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Image / Editorial

How Reese Witherspoon’s Covid Instagram giveaway went wrong

by Jennifer McShane
16th Jul 2020

With celebrities having millions of followers each on social media, it stands to reason that they will partner and collaborate with brands – as well as pushing their own to give back when they can. But what happens when the fine print gets misread? Well, it’s a PR disaster, as Reese Witherspoon came to find out

In April, Witherspoon announced she wanted to give something back.

Her clothing line, Draper James, announced a special offer for teachers — to show how much their extra efforts during the coronavirus stay-at-home orders were appreciated.

“We want to say thank you,” an April 2 Instagram post from Draper James read. “During quarantine, we see you working harder than ever to educate our children. To show our gratitude, Draper James would like to give teachers a free dress.”


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The problem was in the finer details: According to reports, the brand only had 250 dresses to give. And while the announcement did mention an application and winners, including an “offer valid while supplies last” line, many teachers who sent in their details simply thought they’d receive a gift, as advertised. And when they didn’t, a lawsuit came about.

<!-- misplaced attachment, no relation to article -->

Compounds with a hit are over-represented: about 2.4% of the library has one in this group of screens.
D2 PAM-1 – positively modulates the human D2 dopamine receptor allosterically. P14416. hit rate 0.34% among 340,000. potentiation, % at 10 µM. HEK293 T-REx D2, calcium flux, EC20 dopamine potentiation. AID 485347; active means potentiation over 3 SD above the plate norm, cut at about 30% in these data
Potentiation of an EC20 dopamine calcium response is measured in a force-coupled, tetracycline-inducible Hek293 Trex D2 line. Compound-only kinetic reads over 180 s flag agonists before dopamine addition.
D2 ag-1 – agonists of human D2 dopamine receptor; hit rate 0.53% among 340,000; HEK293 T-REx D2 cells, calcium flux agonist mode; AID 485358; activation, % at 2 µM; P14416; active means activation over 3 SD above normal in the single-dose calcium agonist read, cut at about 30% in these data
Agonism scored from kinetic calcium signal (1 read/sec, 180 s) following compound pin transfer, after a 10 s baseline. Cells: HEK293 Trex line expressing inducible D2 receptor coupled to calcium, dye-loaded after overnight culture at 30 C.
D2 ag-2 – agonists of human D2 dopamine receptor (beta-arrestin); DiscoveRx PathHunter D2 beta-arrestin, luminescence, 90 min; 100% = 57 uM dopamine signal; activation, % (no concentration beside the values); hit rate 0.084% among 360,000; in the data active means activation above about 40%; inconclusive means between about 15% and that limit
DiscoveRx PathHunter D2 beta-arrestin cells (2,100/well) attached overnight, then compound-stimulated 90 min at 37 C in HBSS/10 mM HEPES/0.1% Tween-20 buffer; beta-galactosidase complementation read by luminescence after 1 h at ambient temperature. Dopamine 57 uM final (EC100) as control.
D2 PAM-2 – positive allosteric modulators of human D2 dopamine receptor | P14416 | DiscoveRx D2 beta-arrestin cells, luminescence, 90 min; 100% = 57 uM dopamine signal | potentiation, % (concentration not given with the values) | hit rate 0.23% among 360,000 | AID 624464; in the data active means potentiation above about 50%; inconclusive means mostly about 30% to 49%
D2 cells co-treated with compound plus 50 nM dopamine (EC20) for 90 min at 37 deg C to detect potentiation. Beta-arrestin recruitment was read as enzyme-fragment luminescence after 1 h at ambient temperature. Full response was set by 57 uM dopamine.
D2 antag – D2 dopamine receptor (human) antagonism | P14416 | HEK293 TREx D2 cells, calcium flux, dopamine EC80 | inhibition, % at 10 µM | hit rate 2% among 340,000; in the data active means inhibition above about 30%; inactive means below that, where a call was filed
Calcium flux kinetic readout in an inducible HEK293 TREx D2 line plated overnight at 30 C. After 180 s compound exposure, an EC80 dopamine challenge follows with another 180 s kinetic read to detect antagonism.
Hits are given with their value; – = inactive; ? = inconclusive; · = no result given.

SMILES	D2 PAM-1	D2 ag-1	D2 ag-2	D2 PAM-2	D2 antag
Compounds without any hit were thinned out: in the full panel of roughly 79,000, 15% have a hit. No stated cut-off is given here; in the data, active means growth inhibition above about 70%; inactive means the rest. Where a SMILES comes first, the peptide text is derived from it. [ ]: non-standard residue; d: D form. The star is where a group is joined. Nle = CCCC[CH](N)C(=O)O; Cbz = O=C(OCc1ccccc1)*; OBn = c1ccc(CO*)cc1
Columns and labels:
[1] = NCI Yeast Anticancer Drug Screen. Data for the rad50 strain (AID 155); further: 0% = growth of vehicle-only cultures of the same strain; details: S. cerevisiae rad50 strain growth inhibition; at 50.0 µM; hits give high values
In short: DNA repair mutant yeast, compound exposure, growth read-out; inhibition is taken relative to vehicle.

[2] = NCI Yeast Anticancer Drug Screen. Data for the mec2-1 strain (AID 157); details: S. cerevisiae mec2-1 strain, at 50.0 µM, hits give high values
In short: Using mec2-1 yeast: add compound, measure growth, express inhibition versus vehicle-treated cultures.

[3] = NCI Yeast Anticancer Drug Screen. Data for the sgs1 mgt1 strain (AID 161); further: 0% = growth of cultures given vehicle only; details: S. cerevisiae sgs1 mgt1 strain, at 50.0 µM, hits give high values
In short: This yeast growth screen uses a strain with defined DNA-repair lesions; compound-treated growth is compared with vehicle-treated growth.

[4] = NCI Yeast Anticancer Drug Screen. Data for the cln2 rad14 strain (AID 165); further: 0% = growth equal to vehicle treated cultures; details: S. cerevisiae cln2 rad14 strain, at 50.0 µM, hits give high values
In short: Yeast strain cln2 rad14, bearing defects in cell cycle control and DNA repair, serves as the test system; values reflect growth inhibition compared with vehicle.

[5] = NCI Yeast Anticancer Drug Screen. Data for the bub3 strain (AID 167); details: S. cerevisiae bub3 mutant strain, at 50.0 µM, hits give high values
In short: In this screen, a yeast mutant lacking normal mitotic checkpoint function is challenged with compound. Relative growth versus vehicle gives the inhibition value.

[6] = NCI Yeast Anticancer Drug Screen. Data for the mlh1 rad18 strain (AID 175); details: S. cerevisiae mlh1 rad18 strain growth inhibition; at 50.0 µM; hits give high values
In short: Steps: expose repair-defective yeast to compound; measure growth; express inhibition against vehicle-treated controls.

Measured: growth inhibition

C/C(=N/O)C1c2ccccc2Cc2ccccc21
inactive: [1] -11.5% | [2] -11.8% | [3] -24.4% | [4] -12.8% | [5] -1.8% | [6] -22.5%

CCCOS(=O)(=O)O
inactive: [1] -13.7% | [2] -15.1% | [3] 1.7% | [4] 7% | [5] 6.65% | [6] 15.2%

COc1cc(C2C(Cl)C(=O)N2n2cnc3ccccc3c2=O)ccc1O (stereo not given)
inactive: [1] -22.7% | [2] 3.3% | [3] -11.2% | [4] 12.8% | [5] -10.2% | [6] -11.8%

It gets more complicated because naturally, Witherspoon’s promotion gained a great deal of traction. So much so, that a million teachers applied to receive a dress.

The lawsuit

A lawsuit followed, where, according to The Hollywood Reporter, the complaint alleges Witherspoon and Draper James breached contract and violated California’s consumer law through misstatements and omissions. The suit also says those teachers applying for dresses were effectively tricked into providing sensitive and personal information, including employment identities.

The label were quick to try to clarify Draper James was merely raffling off apparel to a limited number of teachers after the site crashed due to demand. “We felt like we moved too quickly and didn’t anticipate the volume of the response,” Marissa Cooley, the senior vice-president for brand marketing and creative at Draper James, told the Times. “We were really overwhelmed. It was way more volume than the company had ever seen.”

The teachers maintain that anyone reading the Instagram post was not made aware it was a lottery, and that while the post did mention “while supplies last,” there was no specific limitation on quantity stated. Witherspoon is apparently faulted for the lack of disclosure, according to those suing. The teachers also say it’s highly unlikely that national shows like The Today Show and Good Morning America would have covered Witherspoon’s gesture if everyone had known that the nation’s educators were being offered something so little in the form of 250 dresses (said to have cost Draper over $12,000).

The response

Meanwhile, Witherspoon lawyers have filed a motion to dismiss.

“No reasonable respondent would share Plaintiffs’ belief that a boutique clothing line would be awarding a limitless supply of free dresses,” the motion reads. “And the words ‘apply,’ ‘winners,’ and the phrase ‘offer valid while supplies last’ made clear that entrants had an opportunity to receive a free dress — an opportunity that they received.”

All this drama over a free dress? This is what it is to be a celebrity in 2020.

Main photograph via Twitter

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